REVIEW: ‘The Little Mermaid’ a blast to watch

Really fun, unlike most Disney live-action movies

An official poster of The Little Mermaid.


An official poster of “The Little Mermaid.”


After a couple of weeks in a row of action-adventure movies, I thought it would be fun to take a step back and review a more family-friendly movie.

Up to this point, the few live-action remakes of Disney classics that I have seen have been pretty underwhelming (except for Christopher Walken as King Louie in “The Jungle Book,” which was an absolute classic), but the live-action version of “The Little Mermaid” was a really fun movie.

I admittedly have not seen the original movie in about 15 years, so I do not have much of a comparison between that version and the brand-new one. Although it has been a long time since I have seen the original, I still have a pretty strong grasp of the plot and characters, just not specifics.

Now on to the movie itself. First of all, Halle Bailey absolutely stole the show. She is a great actress, but if you are familiar with the plot, Ariel is without her voice for a good portion of the movie. Despite that, her truly breathtaking singing is highlighted in “Part of Your World” and “Under the Sea.”

The audio-only versions of the new take on “Under the Sea” is available across streaming platforms and I highly recommend anyone to listen to the song and wait for Bailey’s vocals; they are incredible.

My first little nitpick of the movie, and it is a pretty small one, is Flounder; the character himself plays a minor part in the movie, but it is pretty weird seeing a lifelike CGI fish speak English and have his little fish lips match what he is saying.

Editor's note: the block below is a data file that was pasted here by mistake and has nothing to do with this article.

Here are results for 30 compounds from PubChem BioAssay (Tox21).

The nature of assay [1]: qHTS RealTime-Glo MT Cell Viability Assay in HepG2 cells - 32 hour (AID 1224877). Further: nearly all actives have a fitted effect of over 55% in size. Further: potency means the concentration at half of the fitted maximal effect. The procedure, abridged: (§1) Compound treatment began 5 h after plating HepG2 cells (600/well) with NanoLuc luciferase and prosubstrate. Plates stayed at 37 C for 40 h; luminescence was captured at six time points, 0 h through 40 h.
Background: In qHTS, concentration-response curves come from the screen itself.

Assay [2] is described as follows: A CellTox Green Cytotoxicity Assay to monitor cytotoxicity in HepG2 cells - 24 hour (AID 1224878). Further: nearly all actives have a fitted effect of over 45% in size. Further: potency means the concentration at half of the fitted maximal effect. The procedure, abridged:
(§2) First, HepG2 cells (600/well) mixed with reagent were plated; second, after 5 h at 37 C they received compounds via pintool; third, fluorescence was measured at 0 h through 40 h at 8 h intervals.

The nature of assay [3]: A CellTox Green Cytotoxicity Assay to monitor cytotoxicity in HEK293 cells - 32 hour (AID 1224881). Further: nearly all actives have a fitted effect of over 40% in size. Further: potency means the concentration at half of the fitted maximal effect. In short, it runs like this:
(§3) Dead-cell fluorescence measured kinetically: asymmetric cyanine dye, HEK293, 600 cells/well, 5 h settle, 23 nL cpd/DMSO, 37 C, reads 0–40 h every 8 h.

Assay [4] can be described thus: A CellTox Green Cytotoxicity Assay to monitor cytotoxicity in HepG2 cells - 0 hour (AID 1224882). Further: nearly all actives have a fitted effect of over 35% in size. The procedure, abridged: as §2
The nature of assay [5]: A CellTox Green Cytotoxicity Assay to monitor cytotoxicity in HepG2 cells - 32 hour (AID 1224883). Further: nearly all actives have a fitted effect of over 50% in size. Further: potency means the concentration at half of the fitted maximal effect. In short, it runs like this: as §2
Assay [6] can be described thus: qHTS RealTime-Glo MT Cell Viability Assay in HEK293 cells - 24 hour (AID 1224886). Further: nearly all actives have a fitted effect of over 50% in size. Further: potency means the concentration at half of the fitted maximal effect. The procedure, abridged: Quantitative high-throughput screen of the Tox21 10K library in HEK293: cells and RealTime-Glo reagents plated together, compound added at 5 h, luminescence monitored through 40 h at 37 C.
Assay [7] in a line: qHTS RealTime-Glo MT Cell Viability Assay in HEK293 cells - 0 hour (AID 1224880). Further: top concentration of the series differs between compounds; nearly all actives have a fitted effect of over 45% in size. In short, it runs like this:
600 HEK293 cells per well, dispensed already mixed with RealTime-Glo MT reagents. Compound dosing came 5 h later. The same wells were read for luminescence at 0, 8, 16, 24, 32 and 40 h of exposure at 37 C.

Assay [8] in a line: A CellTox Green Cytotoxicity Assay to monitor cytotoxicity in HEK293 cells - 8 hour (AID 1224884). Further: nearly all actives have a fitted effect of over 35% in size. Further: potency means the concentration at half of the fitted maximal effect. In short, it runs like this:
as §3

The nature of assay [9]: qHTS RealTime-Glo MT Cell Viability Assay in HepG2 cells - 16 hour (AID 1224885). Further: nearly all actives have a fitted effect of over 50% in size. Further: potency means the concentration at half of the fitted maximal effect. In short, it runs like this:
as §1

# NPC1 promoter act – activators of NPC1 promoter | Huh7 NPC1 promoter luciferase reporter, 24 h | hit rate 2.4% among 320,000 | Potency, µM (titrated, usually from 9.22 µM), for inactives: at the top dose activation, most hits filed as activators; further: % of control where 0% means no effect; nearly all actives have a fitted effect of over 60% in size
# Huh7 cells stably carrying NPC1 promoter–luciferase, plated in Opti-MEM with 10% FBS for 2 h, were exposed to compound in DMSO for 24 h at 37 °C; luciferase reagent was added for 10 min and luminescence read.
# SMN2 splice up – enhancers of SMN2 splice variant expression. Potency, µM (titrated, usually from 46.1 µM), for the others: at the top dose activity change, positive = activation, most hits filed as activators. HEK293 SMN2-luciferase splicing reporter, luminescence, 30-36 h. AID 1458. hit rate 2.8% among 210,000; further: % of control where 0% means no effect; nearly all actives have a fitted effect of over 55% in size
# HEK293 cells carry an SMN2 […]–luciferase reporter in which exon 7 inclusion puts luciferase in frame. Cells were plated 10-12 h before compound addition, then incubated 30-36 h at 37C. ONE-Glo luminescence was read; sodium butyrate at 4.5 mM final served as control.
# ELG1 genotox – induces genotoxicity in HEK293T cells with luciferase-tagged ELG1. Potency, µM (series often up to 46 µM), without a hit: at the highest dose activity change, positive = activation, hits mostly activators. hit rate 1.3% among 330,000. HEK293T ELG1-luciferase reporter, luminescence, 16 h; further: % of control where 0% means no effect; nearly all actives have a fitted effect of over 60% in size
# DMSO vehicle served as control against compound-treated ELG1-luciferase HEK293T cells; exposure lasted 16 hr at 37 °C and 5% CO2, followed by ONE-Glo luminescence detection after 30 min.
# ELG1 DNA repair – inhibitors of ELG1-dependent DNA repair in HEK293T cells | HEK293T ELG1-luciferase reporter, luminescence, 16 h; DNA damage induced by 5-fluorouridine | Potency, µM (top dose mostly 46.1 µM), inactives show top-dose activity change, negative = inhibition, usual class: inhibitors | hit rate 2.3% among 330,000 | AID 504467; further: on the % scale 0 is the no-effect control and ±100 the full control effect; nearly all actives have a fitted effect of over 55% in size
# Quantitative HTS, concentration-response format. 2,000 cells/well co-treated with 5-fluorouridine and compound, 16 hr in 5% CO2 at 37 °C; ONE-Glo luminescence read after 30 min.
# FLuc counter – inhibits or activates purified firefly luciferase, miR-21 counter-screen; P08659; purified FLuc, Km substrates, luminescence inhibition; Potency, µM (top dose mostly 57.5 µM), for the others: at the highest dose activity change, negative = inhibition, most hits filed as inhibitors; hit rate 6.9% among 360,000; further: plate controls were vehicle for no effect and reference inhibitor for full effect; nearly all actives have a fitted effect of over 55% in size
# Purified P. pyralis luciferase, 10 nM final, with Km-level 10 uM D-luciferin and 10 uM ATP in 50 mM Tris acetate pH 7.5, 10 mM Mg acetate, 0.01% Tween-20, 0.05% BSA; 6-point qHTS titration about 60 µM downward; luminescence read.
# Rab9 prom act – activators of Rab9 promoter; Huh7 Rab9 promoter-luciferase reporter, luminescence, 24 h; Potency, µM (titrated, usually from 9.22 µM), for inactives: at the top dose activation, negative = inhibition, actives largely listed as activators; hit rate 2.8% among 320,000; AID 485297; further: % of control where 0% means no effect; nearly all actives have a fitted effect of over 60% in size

Although the realistic-looking fish talking was slightly odd, the rest of the movie’s animation is very well done. The most impressive part for me was how the animators animated the water.

I have no experience in animation, but I assume that it is hard to animate water; you would not be able to tell that from the movie. The way all of the sea creatures moved around the water with ease and the long merperson hair floated uniformly in the water was really cool.

On that similar train of thought, seeing the merpeople float around the water was a really cool visual, and I have no idea how that was filmed and animated. The characters were able to swim around with ease; I am really curious about how that effect was created.

One thing I was surprised about was the climactic fight with Ursula at the end of the movie; it was pretty intense for a children’s movie, and the resolution of the fight was also more intense than I thought and expected it to be.

For me, the undisputed best parts of “The Little Mermaid” were the musical scenes; it was really fun seeing all of the mostly-aquatic characters express themselves, and the personification of the sea life was really well done and really fun. I know I keep going back to this example, but “Under the Sea” was a blast to listen to and the scene was a blast to watch.

Overall, this movie was really fun. I was slightly hesitant walking into the theater because this is not my usual cup of tea, but it brought back a lot of fun memories of watching Disney movies as a child and listening to Bailey’s singing was a great time.